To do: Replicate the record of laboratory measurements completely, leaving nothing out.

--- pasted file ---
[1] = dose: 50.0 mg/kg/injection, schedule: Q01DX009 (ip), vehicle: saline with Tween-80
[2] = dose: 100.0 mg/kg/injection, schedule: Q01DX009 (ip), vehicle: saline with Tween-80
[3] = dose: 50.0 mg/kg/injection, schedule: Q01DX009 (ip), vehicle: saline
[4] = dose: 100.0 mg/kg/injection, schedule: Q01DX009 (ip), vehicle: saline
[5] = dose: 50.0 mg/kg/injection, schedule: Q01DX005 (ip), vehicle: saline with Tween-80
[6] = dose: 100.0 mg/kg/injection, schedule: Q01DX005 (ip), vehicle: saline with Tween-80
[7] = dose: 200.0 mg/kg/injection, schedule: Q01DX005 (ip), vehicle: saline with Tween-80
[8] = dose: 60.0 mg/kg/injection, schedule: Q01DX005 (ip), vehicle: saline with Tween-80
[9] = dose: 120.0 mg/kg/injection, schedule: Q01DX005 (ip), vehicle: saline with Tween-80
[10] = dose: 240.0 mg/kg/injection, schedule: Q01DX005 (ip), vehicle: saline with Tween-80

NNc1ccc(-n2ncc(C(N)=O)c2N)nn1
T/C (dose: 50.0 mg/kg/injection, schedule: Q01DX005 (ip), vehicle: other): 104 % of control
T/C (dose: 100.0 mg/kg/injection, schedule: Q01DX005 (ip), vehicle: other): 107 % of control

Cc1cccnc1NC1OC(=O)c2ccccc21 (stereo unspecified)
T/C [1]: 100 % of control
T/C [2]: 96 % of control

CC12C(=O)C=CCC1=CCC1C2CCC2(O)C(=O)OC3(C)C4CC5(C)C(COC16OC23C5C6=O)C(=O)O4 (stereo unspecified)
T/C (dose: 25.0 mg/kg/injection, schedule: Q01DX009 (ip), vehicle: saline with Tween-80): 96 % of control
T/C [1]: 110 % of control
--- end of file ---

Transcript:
[1] = dose: 50.0 mg/kg/injection, schedule: Q01DX009 (ip), vehicle: saline with Tween-80
[2] = dose: 100.0 mg/kg/injection, schedule: Q01DX009 (ip), vehicle: saline with Tween-80
[3] = dose: 50.0 mg/kg/injection, schedule: Q01DX009 (ip), vehicle: saline
[4] = dose: 100.0 mg/kg/injection, schedule: Q01DX009 (ip), vehicle: saline
[5] = dose: 50.0 mg/kg/injection, schedule: Q01DX005 (ip), vehicle: saline with Tween-80
[6] = dose: 100.0 mg/kg/injection, schedule: Q01DX005 (ip), vehicle: saline with Tween-80
[7] = dose: 200.0 mg/kg/injection, schedule: Q01DX005 (ip), vehicle: saline with Tween-80
[8] = dose: 60.0 mg/kg/injection, schedule: Q01DX005 (ip), vehicle: saline with Tween-80
[9] = dose: 120.0 mg/kg/injection, schedule: Q01DX005 (ip), vehicle: saline with Tween-80
[10] = dose: 240.0 mg/kg/injection, schedule: Q01DX005 (ip), vehicle: saline with Tween-80

NNc1ccc(-n2ncc(C(N)=O)c2N)nn1
T/C (dose: 50.0 mg/kg/injection, schedule: Q01DX005 (ip), vehicle: other): 104 % of control
T/C (dose: 100.0 mg/kg/injection, schedule: Q01DX005 (ip), vehicle: other): 107 % of control

Cc1cccnc1NC1OC(=O)c2ccccc21 (stereo unspecified)
T/C [1]: 100 % of control
T/C [2]: 96 % of control

CC12C(=O)C=CCC1=CCC1C2CCC2(O)C(=O)OC3(C)C4CC5(C)C(COC16OC23C5C6=O)C(=O)O4 (stereo unspecified)
T/C (dose: 25.0 mg/kg/injection, schedule: Q01DX009 (ip), vehicle: saline with Tween-80): 96 % of control
T/C [1]: 110 % of control